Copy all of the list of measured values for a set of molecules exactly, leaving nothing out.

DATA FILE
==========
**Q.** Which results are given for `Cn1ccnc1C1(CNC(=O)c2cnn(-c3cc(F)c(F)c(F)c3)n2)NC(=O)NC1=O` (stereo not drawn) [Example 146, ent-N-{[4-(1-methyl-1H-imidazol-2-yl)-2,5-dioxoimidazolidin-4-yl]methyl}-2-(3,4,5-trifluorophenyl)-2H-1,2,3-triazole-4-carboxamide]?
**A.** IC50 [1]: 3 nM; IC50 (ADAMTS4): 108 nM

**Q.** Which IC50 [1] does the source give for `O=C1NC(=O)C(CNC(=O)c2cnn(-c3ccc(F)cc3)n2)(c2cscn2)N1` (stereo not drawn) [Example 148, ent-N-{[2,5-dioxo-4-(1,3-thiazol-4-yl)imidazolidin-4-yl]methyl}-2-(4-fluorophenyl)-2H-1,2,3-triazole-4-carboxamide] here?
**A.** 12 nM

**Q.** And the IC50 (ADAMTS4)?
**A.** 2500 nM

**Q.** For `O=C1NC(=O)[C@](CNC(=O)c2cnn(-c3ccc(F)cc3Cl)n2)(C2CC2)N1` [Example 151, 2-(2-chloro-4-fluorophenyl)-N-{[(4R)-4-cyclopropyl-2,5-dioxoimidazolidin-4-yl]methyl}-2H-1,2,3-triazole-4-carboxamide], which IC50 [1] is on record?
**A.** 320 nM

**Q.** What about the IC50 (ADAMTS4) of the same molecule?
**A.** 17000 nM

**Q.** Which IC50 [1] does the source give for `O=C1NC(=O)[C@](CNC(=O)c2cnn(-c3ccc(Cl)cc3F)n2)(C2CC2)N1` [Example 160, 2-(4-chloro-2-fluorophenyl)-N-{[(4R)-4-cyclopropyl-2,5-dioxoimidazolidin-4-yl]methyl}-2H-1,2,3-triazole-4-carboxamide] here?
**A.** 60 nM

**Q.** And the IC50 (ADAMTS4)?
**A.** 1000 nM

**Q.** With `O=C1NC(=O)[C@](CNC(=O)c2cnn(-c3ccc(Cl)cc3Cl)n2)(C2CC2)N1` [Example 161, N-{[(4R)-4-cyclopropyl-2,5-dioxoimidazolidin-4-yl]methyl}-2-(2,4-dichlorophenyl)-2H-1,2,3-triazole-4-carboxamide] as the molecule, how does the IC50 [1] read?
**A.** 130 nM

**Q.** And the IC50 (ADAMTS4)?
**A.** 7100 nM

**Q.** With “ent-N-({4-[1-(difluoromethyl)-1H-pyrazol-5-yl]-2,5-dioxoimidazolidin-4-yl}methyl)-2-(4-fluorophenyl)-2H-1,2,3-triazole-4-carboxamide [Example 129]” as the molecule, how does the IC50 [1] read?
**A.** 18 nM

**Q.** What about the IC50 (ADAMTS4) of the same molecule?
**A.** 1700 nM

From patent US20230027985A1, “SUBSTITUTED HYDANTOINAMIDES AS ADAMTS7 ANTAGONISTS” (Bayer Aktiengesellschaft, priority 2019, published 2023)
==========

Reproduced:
**Q.** Which results are given for `Cn1ccnc1C1(CNC(=O)c2cnn(-c3cc(F)c(F)c(F)c3)n2)NC(=O)NC1=O` (stereo not drawn) [Example 146, ent-N-{[4-(1-methyl-1H-imidazol-2-yl)-2,5-dioxoimidazolidin-4-yl]methyl}-2-(3,4,5-trifluorophenyl)-2H-1,2,3-triazole-4-carboxamide]?
**A.** IC50 [1]: 3 nM; IC50 (ADAMTS4): 108 nM

**Q.** Which IC50 [1] does the source give for `O=C1NC(=O)C(CNC(=O)c2cnn(-c3ccc(F)cc3)n2)(c2cscn2)N1` (stereo not drawn) [Example 148, ent-N-{[2,5-dioxo-4-(1,3-thiazol-4-yl)imidazolidin-4-yl]methyl}-2-(4-fluorophenyl)-2H-1,2,3-triazole-4-carboxamide] here?
**A.** 12 nM

**Q.** And the IC50 (ADAMTS4)?
**A.** 2500 nM

**Q.** For `O=C1NC(=O)[C@](CNC(=O)c2cnn(-c3ccc(F)cc3Cl)n2)(C2CC2)N1` [Example 151, 2-(2-chloro-4-fluorophenyl)-N-{[(4R)-4-cyclopropyl-2,5-dioxoimidazolidin-4-yl]methyl}-2H-1,2,3-triazole-4-carboxamide], which IC50 [1] is on record?
**A.** 320 nM

**Q.** What about the IC50 (ADAMTS4) of the same molecule?
**A.** 17000 nM

**Q.** Which IC50 [1] does the source give for `O=C1NC(=O)[C@](CNC(=O)c2cnn(-c3ccc(Cl)cc3F)n2)(C2CC2)N1` [Example 160, 2-(4-chloro-2-fluorophenyl)-N-{[(4R)-4-cyclopropyl-2,5-dioxoimidazolidin-4-yl]methyl}-2H-1,2,3-triazole-4-carboxamide] here?
**A.** 60 nM

**Q.** And the IC50 (ADAMTS4)?
**A.** 1000 nM

**Q.** With `O=C1NC(=O)[C@](CNC(=O)c2cnn(-c3ccc(Cl)cc3Cl)n2)(C2CC2)N1` [Example 161, N-{[(4R)-4-cyclopropyl-2,5-dioxoimidazolidin-4-yl]methyl}-2-(2,4-dichlorophenyl)-2H-1,2,3-triazole-4-carboxamide] as the molecule, how does the IC50 [1] read?
**A.** 130 nM

**Q.** And the IC50 (ADAMTS4)?
**A.** 7100 nM

**Q.** With “ent-N-({4-[1-(difluoromethyl)-1H-pyrazol-5-yl]-2,5-dioxoimidazolidin-4-yl}methyl)-2-(4-fluorophenyl)-2H-1,2,3-triazole-4-carboxamide [Example 129]” as the molecule, how does the IC50 [1] read?
**A.** 18 nM

**Q.** What about the IC50 (ADAMTS4) of the same molecule?
**A.** 1700 nM

From patent US20230027985A1, “SUBSTITUTED HYDANTOINAMIDES AS ADAMTS7 ANTAGONISTS” (Bayer Aktiengesellschaft, priority 2019, published 2023)